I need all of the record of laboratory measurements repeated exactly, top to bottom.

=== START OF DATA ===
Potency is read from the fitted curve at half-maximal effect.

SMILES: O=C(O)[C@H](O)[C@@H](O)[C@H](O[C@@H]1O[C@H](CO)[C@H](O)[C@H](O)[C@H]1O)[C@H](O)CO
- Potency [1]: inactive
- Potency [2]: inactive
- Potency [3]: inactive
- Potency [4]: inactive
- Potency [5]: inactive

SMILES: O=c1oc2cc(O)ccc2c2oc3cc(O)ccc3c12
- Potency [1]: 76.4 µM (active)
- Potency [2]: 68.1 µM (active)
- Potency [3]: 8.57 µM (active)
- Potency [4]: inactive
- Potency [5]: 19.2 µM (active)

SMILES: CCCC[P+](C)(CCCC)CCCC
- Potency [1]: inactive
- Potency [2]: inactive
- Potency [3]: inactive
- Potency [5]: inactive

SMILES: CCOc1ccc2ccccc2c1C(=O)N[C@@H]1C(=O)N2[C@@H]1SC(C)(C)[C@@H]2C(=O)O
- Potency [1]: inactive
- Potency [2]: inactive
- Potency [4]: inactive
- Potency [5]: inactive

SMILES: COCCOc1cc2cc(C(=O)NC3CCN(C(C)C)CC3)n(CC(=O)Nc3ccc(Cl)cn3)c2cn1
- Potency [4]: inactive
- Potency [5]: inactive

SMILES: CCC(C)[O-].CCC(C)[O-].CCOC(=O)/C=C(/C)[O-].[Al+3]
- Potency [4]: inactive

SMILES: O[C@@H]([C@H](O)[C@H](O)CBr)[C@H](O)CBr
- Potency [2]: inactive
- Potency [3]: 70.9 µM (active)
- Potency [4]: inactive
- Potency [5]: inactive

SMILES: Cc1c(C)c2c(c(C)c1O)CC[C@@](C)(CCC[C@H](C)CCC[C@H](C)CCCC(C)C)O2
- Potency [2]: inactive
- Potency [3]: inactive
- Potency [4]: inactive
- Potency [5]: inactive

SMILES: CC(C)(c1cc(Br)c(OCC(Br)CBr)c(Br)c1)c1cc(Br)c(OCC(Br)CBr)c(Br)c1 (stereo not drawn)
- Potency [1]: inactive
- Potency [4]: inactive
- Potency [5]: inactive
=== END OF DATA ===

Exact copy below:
Potency is read from the fitted curve at half-maximal effect.

SMILES: O=C(O)[C@H](O)[C@@H](O)[C@H](O[C@@H]1O[C@H](CO)[C@H](O)[C@H](O)[C@H]1O)[C@H](O)CO
- Potency [1]: inactive
- Potency [2]: inactive
- Potency [3]: inactive
- Potency [4]: inactive
- Potency [5]: inactive

SMILES: O=c1oc2cc(O)ccc2c2oc3cc(O)ccc3c12
- Potency [1]: 76.4 µM (active)
- Potency [2]: 68.1 µM (active)
- Potency [3]: 8.57 µM (active)
- Potency [4]: inactive
- Potency [5]: 19.2 µM (active)

SMILES: CCCC[P+](C)(CCCC)CCCC
- Potency [1]: inactive
- Potency [2]: inactive
- Potency [3]: inactive
- Potency [5]: inactive

SMILES: CCOc1ccc2ccccc2c1C(=O)N[C@@H]1C(=O)N2[C@@H]1SC(C)(C)[C@@H]2C(=O)O
- Potency [1]: inactive
- Potency [2]: inactive
- Potency [4]: inactive
- Potency [5]: inactive

SMILES: COCCOc1cc2cc(C(=O)NC3CCN(C(C)C)CC3)n(CC(=O)Nc3ccc(Cl)cn3)c2cn1
- Potency [4]: inactive
- Potency [5]: inactive

SMILES: CCC(C)[O-].CCC(C)[O-].CCOC(=O)/C=C(/C)[O-].[Al+3]
- Potency [4]: inactive

SMILES: O[C@@H]([C@H](O)[C@H](O)CBr)[C@H](O)CBr
- Potency [2]: inactive
- Potency [3]: 70.9 µM (active)
- Potency [4]: inactive
- Potency [5]: inactive

SMILES: Cc1c(C)c2c(c(C)c1O)CC[C@@](C)(CCC[C@H](C)CCC[C@H](C)CCCC(C)C)O2
- Potency [2]: inactive
- Potency [3]: inactive
- Potency [4]: inactive
- Potency [5]: inactive

SMILES: CC(C)(c1cc(Br)c(OCC(Br)CBr)c(Br)c1)c1cc(Br)c(OCC(Br)CBr)c(Br)c1 (stereo not drawn)
- Potency [1]: inactive
- Potency [4]: inactive
- Potency [5]: inactive